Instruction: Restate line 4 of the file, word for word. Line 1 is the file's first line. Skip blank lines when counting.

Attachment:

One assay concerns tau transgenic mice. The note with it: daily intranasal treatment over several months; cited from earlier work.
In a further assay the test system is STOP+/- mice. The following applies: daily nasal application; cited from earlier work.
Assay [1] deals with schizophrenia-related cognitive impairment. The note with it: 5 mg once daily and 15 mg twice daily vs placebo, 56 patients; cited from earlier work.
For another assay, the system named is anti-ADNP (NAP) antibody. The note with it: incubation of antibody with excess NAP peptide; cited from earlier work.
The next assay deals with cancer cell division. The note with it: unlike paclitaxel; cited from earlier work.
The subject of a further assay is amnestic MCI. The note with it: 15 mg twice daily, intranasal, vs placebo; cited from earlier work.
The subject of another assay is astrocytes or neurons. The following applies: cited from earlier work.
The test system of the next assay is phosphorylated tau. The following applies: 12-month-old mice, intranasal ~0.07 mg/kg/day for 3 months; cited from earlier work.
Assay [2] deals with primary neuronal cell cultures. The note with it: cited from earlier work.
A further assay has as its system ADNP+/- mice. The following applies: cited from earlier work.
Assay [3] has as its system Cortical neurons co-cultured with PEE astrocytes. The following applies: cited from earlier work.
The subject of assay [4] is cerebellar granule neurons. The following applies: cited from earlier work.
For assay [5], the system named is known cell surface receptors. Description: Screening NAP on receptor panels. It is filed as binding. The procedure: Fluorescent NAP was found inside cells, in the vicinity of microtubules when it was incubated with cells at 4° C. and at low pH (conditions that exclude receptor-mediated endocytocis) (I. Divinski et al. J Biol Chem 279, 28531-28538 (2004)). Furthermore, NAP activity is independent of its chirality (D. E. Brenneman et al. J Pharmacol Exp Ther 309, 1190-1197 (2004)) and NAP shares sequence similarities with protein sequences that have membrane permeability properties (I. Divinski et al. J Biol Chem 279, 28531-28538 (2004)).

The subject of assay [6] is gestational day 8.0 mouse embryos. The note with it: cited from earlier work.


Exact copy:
For another assay, the system named is anti-ADNP (NAP) antibody. The note with it: incubation of antibody with excess NAP peptide; cited from earlier work.